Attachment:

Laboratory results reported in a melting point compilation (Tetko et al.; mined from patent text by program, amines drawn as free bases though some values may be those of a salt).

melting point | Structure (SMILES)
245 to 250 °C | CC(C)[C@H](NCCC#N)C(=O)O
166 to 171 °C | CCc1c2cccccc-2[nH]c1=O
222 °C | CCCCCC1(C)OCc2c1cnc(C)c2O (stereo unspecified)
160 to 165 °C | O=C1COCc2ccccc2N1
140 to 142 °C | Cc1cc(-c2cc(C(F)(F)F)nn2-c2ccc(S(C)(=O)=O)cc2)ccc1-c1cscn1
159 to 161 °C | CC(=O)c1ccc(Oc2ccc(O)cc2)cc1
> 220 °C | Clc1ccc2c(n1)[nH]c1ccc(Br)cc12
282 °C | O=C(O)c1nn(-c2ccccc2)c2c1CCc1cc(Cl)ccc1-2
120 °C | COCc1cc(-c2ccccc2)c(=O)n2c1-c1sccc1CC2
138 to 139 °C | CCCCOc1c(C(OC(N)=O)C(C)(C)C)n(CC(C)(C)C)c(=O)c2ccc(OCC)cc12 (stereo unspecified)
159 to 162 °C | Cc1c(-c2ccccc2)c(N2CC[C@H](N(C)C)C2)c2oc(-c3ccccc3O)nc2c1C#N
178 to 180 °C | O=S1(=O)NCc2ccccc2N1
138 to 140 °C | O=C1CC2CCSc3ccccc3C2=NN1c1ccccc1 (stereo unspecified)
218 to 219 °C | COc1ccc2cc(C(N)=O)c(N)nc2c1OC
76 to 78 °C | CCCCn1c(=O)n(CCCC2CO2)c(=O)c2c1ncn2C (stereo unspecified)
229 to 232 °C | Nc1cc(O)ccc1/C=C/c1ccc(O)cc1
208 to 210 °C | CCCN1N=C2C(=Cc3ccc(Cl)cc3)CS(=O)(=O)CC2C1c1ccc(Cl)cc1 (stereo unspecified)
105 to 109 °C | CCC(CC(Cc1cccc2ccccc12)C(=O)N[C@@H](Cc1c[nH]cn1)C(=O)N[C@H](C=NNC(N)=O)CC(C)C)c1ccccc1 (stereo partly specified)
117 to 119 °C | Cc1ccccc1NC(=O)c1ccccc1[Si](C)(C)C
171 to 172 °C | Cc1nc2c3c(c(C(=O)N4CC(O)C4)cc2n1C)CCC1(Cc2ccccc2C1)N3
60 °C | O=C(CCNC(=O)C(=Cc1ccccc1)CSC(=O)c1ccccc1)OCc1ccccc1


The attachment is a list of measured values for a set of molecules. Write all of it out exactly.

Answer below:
Laboratory results reported in a melting point compilation (Tetko et al.; mined from patent text by program, amines drawn as free bases though some values may be those of a salt).

melting point | Structure (SMILES)
245 to 250 °C | CC(C)[C@H](NCCC#N)C(=O)O
166 to 171 °C | CCc1c2cccccc-2[nH]c1=O
222 °C | CCCCCC1(C)OCc2c1cnc(C)c2O (stereo unspecified)
160 to 165 °C | O=C1COCc2ccccc2N1
140 to 142 °C | Cc1cc(-c2cc(C(F)(F)F)nn2-c2ccc(S(C)(=O)=O)cc2)ccc1-c1cscn1
159 to 161 °C | CC(=O)c1ccc(Oc2ccc(O)cc2)cc1
> 220 °C | Clc1ccc2c(n1)[nH]c1ccc(Br)cc12
282 °C | O=C(O)c1nn(-c2ccccc2)c2c1CCc1cc(Cl)ccc1-2
120 °C | COCc1cc(-c2ccccc2)c(=O)n2c1-c1sccc1CC2
138 to 139 °C | CCCCOc1c(C(OC(N)=O)C(C)(C)C)n(CC(C)(C)C)c(=O)c2ccc(OCC)cc12 (stereo unspecified)
159 to 162 °C | Cc1c(-c2ccccc2)c(N2CC[C@H](N(C)C)C2)c2oc(-c3ccccc3O)nc2c1C#N
178 to 180 °C | O=S1(=O)NCc2ccccc2N1
138 to 140 °C | O=C1CC2CCSc3ccccc3C2=NN1c1ccccc1 (stereo unspecified)
218 to 219 °C | COc1ccc2cc(C(N)=O)c(N)nc2c1OC
76 to 78 °C | CCCCn1c(=O)n(CCCC2CO2)c(=O)c2c1ncn2C (stereo unspecified)
229 to 232 °C | Nc1cc(O)ccc1/C=C/c1ccc(O)cc1
208 to 210 °C | CCCN1N=C2C(=Cc3ccc(Cl)cc3)CS(=O)(=O)CC2C1c1ccc(Cl)cc1 (stereo unspecified)
105 to 109 °C | CCC(CC(Cc1cccc2ccccc12)C(=O)N[C@@H](Cc1c[nH]cn1)C(=O)N[C@H](C=NNC(N)=O)CC(C)C)c1ccccc1 (stereo partly specified)
117 to 119 °C | Cc1ccccc1NC(=O)c1ccccc1[Si](C)(C)C
171 to 172 °C | Cc1nc2c3c(c(C(=O)N4CC(O)C4)cc2n1C)CCC1(Cc2ccccc2C1)N3
60 °C | O=C(CCNC(=O)C(=Cc1ccccc1)CSC(=O)c1ccccc1)OCc1ccccc1